Things were going great with the Litter Challenge until Jan. 18, 2020, when a relatively warm January day (with a high of 37 degrees Fahrenheit and some rain during the day turned into a snowy evening with a low of 7 degrees Fahrenheit.) With everything on the ground covered by ice and snow, finding litter was a huge challenge. I looked multiple times that day but came up empty. I thought the chain had been broken, but finally, after leaving a restaurant, I saw this frozen sauce cup sitting on a ledge. The #SpheraLitterChallenge was still alive.
In early April 2020, I found a single box in the middle of a large field. I thought it would make for the perfect litter pickup, so I ambled over and grabbed it. I turned it over and it turned out to be a box of nose spray. It dawned on me that I wasn’t wearing a glove and I wasn’t being safe in the COVID-19 era, so I quickly went to a trash receptacle and threw the box away. I quickly walked home and washed my hands profusely. I didn’t document the pickup, and I found something else later that day. Ever since, I’ve always used a glove, bag or paper towel to pick up items so I don’t touch it with my hands. I still wash my hands after every pickup.
The family and I were excited to rent a house in rural Michigan for a getaway in July—but then I worried that it might be the end of the Litter Challenge. I had no idea how easy or difficult it would be to find litter in a rural area. I needn’t have worried. There was litter there, too.
For the one-year anniversary of the Sphera Litter Challenge, I found part of a cardboard box. It’s been a fun, rewarding experience, and I want to continue doing this as long as I can.
So what can one person accomplish over the course of a year picking up one piece of litter (OK, sometimes two or three) at a time? Plenty!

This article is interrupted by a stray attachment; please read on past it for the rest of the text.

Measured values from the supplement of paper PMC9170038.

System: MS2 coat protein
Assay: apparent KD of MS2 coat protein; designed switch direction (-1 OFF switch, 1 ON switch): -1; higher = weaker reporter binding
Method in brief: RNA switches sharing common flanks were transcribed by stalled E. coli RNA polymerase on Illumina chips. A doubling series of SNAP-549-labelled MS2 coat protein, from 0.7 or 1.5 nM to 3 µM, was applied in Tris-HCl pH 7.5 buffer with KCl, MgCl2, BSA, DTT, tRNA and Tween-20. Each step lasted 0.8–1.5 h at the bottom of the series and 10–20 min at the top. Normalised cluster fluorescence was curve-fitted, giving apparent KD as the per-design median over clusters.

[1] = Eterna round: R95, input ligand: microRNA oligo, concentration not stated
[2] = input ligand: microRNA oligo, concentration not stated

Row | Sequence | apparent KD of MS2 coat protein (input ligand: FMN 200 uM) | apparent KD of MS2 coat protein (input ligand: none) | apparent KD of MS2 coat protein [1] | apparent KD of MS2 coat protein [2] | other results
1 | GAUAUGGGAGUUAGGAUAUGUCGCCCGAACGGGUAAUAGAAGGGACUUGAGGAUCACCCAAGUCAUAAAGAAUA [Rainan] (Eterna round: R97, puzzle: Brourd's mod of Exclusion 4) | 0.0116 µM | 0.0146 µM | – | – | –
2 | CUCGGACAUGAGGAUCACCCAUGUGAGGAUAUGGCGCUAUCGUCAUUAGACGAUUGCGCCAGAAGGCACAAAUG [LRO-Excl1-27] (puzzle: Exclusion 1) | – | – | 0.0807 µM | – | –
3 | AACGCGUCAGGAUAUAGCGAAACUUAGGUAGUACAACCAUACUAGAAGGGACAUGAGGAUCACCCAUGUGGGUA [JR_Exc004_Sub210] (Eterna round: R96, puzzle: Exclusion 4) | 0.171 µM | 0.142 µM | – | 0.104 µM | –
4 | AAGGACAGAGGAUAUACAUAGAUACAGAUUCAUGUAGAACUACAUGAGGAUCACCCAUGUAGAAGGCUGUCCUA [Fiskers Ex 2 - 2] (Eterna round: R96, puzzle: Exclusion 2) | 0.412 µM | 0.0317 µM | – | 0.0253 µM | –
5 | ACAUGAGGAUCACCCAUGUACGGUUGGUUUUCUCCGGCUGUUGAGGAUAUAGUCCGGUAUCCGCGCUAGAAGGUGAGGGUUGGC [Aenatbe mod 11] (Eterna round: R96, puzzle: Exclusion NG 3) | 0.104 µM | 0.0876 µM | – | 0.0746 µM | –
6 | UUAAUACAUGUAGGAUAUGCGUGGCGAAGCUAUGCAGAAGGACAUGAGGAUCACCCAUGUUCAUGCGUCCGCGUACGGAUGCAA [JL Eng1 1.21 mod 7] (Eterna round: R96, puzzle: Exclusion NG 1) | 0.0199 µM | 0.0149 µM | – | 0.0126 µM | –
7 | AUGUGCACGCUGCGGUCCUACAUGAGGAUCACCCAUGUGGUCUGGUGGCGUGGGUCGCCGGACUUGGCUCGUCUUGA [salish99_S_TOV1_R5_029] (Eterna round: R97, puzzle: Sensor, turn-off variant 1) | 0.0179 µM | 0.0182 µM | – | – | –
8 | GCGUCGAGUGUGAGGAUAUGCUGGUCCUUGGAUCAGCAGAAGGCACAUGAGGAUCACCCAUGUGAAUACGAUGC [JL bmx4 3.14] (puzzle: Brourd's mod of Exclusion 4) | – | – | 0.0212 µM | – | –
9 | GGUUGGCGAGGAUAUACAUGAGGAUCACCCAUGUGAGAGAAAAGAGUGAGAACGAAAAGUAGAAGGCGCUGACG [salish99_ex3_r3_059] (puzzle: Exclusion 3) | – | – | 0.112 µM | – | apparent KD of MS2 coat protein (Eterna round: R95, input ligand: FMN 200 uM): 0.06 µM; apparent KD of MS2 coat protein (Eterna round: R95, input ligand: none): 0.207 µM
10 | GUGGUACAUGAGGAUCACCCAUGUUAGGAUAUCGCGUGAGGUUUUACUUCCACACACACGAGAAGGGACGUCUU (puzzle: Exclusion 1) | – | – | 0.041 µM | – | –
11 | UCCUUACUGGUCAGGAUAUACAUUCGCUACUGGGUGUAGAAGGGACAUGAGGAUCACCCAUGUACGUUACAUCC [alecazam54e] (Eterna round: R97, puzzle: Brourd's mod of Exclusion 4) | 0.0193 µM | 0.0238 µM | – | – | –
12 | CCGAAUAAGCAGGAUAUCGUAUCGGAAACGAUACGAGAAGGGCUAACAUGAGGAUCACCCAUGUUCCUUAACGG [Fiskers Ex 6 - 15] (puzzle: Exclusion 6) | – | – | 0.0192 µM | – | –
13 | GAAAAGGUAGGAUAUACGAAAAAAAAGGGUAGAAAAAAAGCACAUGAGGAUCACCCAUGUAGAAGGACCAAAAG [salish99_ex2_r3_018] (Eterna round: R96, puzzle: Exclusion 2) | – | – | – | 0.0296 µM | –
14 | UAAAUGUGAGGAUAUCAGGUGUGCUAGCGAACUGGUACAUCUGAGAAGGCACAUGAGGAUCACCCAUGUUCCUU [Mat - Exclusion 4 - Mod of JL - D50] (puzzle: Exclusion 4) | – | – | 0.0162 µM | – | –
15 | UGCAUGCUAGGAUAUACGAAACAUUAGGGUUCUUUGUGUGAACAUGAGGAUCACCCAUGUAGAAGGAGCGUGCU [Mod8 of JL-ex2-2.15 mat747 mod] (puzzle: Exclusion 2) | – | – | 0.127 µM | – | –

Below you’ll find the list of items I picked up over the course of a year. I’m just one person doing his part. Imagine what we could accomplish if we all picked up just one item of litter a day. The world would be a cleaner, more sustainable place for all.
If the day comes where I can’t find any litter to pick up—and I’m not stuck in a blizzard or some other major weather event—I’ll smile and say we accomplished something. Together. So what are you waiting for? Let’s get started.
Year two of the #SpheraLitterChallenge starts tomorrow. As I like to say, “One a day and be on your way.” Join me, will you?
The Litter List
- 80 cans (intact, smashed or partial)
- 44 plastic water bottles
- 28 plastic beverage bottles
- 24 pieces of plastic, random
- 24 candy/breakfast bar wrappers
- 14 paper cups
- 13 pieces of cardboard/cardboard boxes/food containers
- 13 bags/containers of chips
- 11 plastic cups
- 10 paper bags
- 9 plastic food/beverage container/lid
- 7 glass bottles
- 7 Styrofoam cups/containers
- 7 coffee containers/plastic lids
- 6 cardboard containers/pieces
- 6 ice cream/yogurt containers
- 6 paper pieces, random
- 5 e-cigarette/vape packages
- 4 cigarette packages
- 4 food wrappers
- 4 fry containers
- 3 food bags with unknown contents inside
- 3 fruit juice containers
- 3 plastic utensils
- 2 bottle caps
- 2 cigar packages
- 2 coffee cup holder
- 2 craisin/raisin containers
- 2 egg cartons, empty
- 2 felt hearts
- 2 gloves, disposable
- 2 packages, flavored ice/frozen martini
- 2 plastic straws
- 2 Slurpee containers
- 1 balloon, popped
- 1 bike grip
- 1 birthday cake topper
- 1 Boom Chicka Pop popcorn bag, which made for a fun hashtag, too
- 1 box, pasta
- 1 broken electronic (three pieces)
- 1 cable plug
- 1 container, apple pie
- 1 container, protein shake
- 1 crayon pack
- 1 flower planting directions
- 1 freshener, air
- 1 fuel cleaner bottle
- 1 gallon milk jug
- 1 glass shard, dangerous
- 1 hanger, baby clothes
- 1 kids’ milk jug shaped like a monkey
- 1 lighter
- 1 matchbook
- 1 metal piece, random
- 1 motherlode box with about 15 cans, plastic cups and water bottles
- 1 pail, plastic
- 1 package, olives
- 1 piece of junk mail (which I delivered; really)
- 1 pen
- 1 pill bottle
- 1 planter bottom
- 1 plastic bubble wand shaped like a seahorse, broken
- 1 plug cover
- 1 sauce cup to save the Litter Challenge
- 1 shoe, kid’s
- 1 tape package, packing
- 1 tinfoil package with unknown contents inside
- 1 TP roll container
- 1 12-pack box, root beer
- 1 wrapper, burger
- 1 wrapper, fortune cookie
- 1 wrapper, gum
- 1 zip tie